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Executives Say They're Unfazed by New Buyback Tax

S.J. Steinhardt
Published Date:
Dec 9, 2022

A 1 percent tax on buybacks that could cost companies billions of dollars takes effect in January, but many executives say they expect to continue repurchasing company stock, the Wall Street Journal reported.

S&P 500 companies spent $210 billion on stock buybacks in the third quarter, down by around 10 percent from a year earlier, preliminary data from S&P Dow Jones Indices show. Companies in the S&P 500 would have paid a combined $1.93 billion in taxes and lost about 0.45 percent in operating income had the tax been in effect for the third quarter, Howard Silverblatt, a senior index analyst at S&P Dow Jones Indices, told the Journal. 

U.S. companies describe these transactions as a good use of capital that indicates conviction in their plans and helps reduce share count, which in turn can boost stock prices, according to the Journal.

Exxon Mobil Corp., Lowe’s Cos. and Mastercard Inc. are among major business that have expanded programs or announced new ones to repurchase their stock, despite the new tax, the Journal reported.

“We don’t like the tax; nobody likes it,” said Michael Mullican, CFO at sporting goods and outdoor recreation retailer Academy Sports & Outdoors Inc. “but it’s not significant enough to where it would sway our thinking.”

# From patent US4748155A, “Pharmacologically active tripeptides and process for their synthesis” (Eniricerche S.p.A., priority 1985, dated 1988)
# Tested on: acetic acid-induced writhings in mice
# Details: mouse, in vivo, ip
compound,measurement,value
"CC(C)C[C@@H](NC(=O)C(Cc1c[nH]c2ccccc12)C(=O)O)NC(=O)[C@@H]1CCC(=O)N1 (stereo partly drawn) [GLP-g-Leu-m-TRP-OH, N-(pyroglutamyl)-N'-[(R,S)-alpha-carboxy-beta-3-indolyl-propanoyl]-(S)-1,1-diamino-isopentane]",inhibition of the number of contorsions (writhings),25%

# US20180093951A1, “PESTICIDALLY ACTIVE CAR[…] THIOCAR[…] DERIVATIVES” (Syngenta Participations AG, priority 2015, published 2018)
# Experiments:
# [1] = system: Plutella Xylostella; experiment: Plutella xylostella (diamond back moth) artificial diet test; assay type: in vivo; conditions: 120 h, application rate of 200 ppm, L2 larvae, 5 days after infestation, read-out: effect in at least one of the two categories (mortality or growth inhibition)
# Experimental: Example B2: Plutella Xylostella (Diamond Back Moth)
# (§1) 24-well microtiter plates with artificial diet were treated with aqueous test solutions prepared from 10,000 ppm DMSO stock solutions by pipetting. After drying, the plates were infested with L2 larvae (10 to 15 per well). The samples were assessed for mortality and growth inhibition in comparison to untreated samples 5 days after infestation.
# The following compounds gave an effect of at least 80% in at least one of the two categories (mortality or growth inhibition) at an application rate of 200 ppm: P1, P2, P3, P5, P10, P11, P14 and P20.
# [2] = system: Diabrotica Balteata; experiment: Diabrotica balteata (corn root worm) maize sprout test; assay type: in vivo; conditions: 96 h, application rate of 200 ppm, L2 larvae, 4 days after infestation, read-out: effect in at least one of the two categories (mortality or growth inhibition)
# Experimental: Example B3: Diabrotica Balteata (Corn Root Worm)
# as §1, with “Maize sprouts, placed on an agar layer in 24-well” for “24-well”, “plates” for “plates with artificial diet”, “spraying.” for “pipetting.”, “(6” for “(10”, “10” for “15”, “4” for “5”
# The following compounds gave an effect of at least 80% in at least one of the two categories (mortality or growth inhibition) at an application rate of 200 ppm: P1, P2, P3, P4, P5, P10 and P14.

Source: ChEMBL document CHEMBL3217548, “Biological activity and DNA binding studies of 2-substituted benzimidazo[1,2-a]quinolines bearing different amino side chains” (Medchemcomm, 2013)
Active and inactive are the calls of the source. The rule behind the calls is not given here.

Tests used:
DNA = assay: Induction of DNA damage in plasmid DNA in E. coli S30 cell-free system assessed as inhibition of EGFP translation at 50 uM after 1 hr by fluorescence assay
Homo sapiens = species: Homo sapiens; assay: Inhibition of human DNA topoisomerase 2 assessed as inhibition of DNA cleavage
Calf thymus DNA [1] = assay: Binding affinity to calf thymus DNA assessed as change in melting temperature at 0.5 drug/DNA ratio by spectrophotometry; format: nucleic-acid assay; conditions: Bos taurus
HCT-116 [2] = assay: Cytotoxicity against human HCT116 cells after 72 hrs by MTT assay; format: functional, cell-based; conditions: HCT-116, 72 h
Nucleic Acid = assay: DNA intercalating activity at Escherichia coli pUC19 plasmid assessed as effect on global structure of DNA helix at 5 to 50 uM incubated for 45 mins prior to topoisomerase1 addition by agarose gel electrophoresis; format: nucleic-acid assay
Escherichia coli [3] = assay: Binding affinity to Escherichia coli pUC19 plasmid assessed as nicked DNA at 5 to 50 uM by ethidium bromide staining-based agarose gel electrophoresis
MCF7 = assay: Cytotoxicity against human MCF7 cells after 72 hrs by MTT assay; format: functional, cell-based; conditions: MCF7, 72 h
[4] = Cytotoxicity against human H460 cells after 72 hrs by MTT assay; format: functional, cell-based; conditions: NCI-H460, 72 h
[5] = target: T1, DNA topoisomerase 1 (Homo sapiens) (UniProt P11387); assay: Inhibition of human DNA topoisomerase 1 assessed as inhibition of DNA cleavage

The tax “won’t stop us from [continuing to buy back stock],” said Overstock CEO Jonathan Johnson. “It’s just a little bit of a toll on that road.”

A provision of the Inflation Reduction Act, the tax is projected to raise $74 billion over the next decade after it goes into effect next year. It could have raised $8.4 billion last year from the biggest public companies had it been in effect then.

The tax would have had the effect of raising the tax rate from 17.56 percent to 17.95 percent, the Journal reported, attributing those numbers to S&P Dow Jones Indices, which analyzed the buybacks for companies in the S&P 500 index.

Earlier this week, the Securities and Exchange Commission (SEC) reopened its comment period for its proposed rule on share buybacks due to the new tax.